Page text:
In The News
Conflict of interest complaint filed against council member Foust over Saltworks project
BY BONNIE ESLINGER
Daily News, 4/19/12
A complaint against Redwood City Council Member Rosanne Foust’s call for an advisory ballot measure on the controversial Saltworks project has been filed with the state.
The complaint by Redwood City resident Marsha Cohen comes almost two years after Foust was warned by the state Fair Political Practices Commission to avoid participating in discussions or voting on the controversial mixed use development proposed on Cargill’s salt flats.
According to Cohen’s complaint to the same state agency, filed Tuesday, Foust has no business talking about the project because she is a paid executive of the San Mateo County Economic Development Association, which has endorsed it.
“She’s using the bully pulpit of her position to put forward her opinions on this particular project, and she’s been warned about that,” Cohen said.
Cohen is a member of Save The Bay, an organization that has long fought against the 1,400-acre development, which originally envisioned as many as 12,000 homes, office buildings, schools, play fields and restored wetlands. The project developer, DMB Pacific Ventures, currently is revising the proposal.
During her nine-minute pitch at an April 9 council meeting, Foust said she believes the council should get the public’s opinion on the development before proceeding with an environmental study because the polarizing project is “overshadowing” other city efforts. “I come at this from a very pragmatic business decision,” Foust said Wednesday. “There are millions of dollars being spent on every side of this. And I’ve known the Cargill land owners for a long time and they’re an incredibly philanthropic company,” Foust said.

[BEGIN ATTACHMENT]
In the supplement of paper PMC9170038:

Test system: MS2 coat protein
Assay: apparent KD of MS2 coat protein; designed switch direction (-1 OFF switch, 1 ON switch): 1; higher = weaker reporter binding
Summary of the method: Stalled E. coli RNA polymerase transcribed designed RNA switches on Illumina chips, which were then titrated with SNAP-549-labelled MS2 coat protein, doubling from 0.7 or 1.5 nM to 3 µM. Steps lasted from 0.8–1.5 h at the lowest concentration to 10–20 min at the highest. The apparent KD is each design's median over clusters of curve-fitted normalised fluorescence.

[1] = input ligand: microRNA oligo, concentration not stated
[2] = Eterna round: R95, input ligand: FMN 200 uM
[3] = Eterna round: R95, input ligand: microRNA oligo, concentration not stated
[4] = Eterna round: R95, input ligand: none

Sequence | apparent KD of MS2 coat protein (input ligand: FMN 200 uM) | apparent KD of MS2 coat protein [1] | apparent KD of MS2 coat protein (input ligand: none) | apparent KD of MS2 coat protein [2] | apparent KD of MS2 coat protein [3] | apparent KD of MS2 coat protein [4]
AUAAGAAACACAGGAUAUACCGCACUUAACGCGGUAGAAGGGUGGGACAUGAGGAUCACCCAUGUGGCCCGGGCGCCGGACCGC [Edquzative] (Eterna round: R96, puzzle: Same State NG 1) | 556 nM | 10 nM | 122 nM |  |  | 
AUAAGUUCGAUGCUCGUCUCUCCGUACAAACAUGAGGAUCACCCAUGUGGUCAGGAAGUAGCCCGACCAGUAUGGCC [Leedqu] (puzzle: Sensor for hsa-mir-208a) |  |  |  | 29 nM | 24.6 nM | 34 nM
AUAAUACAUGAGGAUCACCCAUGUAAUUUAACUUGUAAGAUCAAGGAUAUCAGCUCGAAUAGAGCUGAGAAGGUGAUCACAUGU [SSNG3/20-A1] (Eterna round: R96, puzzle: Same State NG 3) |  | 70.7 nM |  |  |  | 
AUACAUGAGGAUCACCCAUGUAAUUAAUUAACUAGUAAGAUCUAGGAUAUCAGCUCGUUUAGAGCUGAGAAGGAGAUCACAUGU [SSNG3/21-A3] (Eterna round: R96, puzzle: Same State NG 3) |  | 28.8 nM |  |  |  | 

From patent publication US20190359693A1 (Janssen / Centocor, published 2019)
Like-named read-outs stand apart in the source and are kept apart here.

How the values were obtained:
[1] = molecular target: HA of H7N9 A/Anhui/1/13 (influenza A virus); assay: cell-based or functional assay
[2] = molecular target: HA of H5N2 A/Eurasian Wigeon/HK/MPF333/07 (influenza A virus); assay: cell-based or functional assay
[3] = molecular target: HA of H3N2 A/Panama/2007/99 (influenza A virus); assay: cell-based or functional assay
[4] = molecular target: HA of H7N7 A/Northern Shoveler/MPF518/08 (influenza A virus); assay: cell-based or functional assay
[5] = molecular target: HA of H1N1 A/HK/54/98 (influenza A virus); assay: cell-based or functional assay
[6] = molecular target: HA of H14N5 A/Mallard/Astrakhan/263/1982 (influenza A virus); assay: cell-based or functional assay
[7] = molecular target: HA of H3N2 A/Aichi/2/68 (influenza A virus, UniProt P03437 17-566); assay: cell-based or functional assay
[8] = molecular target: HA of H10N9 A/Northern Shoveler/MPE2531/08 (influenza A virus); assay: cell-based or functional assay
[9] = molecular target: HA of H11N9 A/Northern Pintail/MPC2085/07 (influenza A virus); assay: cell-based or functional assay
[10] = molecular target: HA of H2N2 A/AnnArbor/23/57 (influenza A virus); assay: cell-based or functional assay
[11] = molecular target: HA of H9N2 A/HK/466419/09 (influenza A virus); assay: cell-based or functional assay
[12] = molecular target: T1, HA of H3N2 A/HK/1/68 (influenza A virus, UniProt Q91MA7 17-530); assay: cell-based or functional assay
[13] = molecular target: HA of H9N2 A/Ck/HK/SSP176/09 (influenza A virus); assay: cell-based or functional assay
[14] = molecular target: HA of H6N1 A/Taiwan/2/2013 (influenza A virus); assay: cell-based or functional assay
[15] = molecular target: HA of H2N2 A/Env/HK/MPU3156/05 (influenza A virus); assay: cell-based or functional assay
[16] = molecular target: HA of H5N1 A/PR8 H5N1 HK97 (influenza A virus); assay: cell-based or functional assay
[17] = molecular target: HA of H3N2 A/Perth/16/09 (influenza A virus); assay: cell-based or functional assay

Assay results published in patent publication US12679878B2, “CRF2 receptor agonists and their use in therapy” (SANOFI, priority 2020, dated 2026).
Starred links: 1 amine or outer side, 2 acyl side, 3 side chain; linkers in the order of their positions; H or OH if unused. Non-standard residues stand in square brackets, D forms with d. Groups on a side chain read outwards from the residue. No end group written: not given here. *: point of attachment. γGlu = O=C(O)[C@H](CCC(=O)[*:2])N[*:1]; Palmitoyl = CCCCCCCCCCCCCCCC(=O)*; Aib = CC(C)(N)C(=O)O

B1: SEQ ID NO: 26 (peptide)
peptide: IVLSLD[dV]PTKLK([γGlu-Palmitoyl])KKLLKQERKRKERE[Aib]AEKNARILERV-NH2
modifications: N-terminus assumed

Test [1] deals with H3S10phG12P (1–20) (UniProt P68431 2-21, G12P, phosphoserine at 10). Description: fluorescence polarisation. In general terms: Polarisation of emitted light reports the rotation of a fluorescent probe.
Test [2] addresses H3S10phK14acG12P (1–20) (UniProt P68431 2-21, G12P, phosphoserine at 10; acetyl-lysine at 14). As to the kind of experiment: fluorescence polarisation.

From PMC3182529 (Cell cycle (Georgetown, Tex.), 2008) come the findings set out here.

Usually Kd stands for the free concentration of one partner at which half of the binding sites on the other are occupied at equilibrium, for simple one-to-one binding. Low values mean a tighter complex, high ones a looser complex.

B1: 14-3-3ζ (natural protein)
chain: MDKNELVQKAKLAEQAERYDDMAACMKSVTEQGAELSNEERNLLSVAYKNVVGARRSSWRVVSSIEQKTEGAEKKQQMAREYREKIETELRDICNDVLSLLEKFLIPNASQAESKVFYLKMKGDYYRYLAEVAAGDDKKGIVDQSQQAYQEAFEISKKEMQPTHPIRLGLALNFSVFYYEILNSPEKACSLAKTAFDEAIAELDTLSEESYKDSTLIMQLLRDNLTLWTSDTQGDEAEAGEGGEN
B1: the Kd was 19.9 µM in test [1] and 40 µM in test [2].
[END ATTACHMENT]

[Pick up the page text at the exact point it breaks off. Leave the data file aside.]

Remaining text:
Foust said that in calling for a vote of the people she was not promoting the project and noted that she prefaced her comments by saying she was speaking as an individual.
“I’m not voting, I’m not advocating in any way,” Foust said.
In a July 2010 letter to Foust, the state commission wrote that the Political Reform Act “prohibits a public official from making, participating in making, or in any way attempting to use her official position to influence a governmental decision in which the official knows, or has reason to know, that she has a financial interest.”
The letter stated that it would not penalize Foust for any past actions, but warned that if she participates in any future decisions affecting the Saltworks development she could face fines of up to $5,000 per violation.
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